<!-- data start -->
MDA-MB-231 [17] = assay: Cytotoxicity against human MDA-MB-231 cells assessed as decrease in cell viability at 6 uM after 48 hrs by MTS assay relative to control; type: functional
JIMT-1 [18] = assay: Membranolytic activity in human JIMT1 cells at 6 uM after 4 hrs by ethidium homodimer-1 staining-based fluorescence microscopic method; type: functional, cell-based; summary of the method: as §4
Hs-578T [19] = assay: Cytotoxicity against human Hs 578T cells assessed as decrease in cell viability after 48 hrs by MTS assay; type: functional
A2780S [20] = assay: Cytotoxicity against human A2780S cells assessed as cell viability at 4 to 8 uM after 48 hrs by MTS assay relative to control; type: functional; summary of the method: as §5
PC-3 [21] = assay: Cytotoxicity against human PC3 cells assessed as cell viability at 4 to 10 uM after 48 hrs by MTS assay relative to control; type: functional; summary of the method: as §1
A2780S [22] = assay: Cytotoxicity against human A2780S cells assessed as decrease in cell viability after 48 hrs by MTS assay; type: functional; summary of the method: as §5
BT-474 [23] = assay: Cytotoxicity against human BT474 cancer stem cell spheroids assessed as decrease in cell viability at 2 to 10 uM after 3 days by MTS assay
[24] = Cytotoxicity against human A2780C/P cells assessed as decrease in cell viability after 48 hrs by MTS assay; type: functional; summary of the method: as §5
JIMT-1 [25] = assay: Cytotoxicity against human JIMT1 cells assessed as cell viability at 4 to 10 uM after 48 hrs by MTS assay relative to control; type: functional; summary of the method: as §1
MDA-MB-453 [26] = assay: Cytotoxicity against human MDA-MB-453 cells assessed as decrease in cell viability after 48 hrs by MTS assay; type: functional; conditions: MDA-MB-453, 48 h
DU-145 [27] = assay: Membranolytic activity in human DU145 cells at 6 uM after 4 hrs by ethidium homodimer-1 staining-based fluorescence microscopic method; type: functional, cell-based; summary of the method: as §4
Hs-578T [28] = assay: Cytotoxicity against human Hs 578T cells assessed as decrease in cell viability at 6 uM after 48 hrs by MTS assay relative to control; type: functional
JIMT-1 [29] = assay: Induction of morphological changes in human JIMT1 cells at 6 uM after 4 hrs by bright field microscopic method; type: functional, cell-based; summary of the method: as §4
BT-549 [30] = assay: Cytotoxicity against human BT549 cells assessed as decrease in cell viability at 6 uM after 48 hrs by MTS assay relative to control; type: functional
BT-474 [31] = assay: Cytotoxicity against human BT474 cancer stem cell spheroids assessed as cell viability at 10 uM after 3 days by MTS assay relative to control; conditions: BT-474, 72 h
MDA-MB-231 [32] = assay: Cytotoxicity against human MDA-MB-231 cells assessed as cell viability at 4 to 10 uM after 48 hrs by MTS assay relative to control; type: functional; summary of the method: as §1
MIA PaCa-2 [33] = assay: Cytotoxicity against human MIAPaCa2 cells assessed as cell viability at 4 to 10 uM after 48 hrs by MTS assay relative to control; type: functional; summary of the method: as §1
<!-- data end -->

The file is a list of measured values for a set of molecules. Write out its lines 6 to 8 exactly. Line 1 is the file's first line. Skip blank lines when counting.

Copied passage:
A2780S [22] = assay: Cytotoxicity against human A2780S cells assessed as decrease in cell viability after 48 hrs by MTS assay; type: functional; summary of the method: as §5
BT-474 [23] = assay: Cytotoxicity against human BT474 cancer stem cell spheroids assessed as decrease in cell viability at 2 to 10 uM after 3 days by MTS assay
[24] = Cytotoxicity against human A2780C/P cells assessed as decrease in cell viability after 48 hrs by MTS assay; type: functional; summary of the method: as §5